BOSTON (TheStreet) -- Hedge funds took a surprisingly contrarian tack in the second quarter, bulking up on consumer-discretionary stocks, despite slowing global economies, high unemployment and signs that Americans are getting stingier.
The consumer-discretionary stocks sector grew by 1.1 percentage points to a 16.1% weighting of the $1.2 trillion in assets held by 795 hedge funds tracked by Bloomberg, double the growth of any other industry. Consumer-discretionary companies' products range from alcohol, personal-care products and luxury goods to services ranging from restaurants to travel and entertainment.
Among the stocks in that group seeing big buying were Internet retailer Amazon.com (AMZN), Rupert Murdoch's media conglomerate News Corp. (NWSA), online-travel Web site Expedia (EXPE), Arcos Dorados Holdings (ARCO), which operates and franchises McDonald's restaurants in South America, and Pandora Media (P), a provider of Internet radio services.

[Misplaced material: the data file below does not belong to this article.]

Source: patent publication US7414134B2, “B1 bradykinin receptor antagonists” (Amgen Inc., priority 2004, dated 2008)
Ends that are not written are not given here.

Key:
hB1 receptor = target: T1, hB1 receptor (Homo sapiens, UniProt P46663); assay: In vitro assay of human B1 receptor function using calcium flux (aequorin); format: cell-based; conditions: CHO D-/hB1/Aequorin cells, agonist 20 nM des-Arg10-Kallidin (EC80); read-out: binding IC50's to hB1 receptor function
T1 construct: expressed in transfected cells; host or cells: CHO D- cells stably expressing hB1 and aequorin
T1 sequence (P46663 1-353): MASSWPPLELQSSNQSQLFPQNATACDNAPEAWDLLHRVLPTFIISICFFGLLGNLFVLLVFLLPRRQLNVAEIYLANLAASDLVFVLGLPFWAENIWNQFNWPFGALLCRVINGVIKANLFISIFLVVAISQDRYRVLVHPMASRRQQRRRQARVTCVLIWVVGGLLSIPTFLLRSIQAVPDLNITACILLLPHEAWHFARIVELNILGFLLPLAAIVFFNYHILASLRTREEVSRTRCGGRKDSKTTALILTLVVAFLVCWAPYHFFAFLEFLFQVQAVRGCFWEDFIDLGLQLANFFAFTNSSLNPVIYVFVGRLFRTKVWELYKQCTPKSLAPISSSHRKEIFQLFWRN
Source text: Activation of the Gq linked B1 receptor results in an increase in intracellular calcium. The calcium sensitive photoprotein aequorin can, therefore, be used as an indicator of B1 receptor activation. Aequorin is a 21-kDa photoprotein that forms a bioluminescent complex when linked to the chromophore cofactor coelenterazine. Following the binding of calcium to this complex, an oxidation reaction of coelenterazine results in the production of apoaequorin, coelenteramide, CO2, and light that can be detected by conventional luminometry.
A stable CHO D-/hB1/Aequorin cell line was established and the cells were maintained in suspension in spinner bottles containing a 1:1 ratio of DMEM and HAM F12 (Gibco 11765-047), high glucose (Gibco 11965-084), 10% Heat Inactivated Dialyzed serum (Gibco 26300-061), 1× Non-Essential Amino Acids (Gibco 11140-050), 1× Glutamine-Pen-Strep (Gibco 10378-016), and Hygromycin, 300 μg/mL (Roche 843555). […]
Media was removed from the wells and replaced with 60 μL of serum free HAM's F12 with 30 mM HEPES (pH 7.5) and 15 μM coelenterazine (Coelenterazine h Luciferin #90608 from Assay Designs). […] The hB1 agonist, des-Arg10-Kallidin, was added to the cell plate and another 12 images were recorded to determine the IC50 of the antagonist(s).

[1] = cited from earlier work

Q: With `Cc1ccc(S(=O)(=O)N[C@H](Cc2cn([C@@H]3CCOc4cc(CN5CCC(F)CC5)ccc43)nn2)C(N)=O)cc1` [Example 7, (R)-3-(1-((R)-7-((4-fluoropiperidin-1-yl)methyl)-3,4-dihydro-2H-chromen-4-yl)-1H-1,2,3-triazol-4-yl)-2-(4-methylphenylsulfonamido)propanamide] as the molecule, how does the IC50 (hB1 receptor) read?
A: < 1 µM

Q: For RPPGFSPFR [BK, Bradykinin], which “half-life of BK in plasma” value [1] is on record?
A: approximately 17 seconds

Other companies' shares bought up include: carmaker General Motors (GM), 17 million in share buys; Netflix (NFLX), which rents DVDs by mail and is building a video-streaming service, 2 million shares; retailer Bed, Bath & Beyond (BBBY), 6 million shares; and the department-store chain Macy's (M), 8.8 million in new-share buys.Financials made up the largest sector weighting for hedge funds, at 17.7%, down 0.6 percentage point in the quarter, followed by information technology, at 17.5%, up the same amount. Bank stocks that suffered big selling were: JPMorgan Chase (JPM), 17.6 million shares, Bank of America (BAC), 68 million shares, and Wells Fargo (WFC), 17 million shares. But Citigroup (C) experienced net buying of 6.4 million shares. The bank is the third-largest holding of the aggregated hedge funds, with a market value of $8.8 billion at June 30. ConocoPhillips (COP), the oil and natural gas industry giant, had the biggest decline in dollar terms of all hedge-fund holdings, as 14.7 million shares were sold off and its share price fell in the period. Hedge funds now hold $2.7 billion of its shares, down by $1.3 billion. Energy's weighting among hedge funds shrank 0.5 percentage point, perhaps on profit-taking as oil prices and industry profits boomed in the second quarter. For example, Exxon Mobil (XOM) reported that its second-quarter profit jumped 41% on rising production, high oil prices and improved refining profit margins. But the company's shares have also declined over the past few months. IPhone and iPad maker Apple (AAPL) remained the largest hedge-fund holding, at $13.4 billion, followed by the international chemical-industry giant LyondellBasell (LYB), which had a market value of $9 billion. In the technology sector, which grew by a 0.6 percentage point weighting in the quarter, Qualcomm (QCOM) was far and away the big winner, seeing 7.4 million in share buying. Here are six stocks that had the most hedge fund action in the second quarter:
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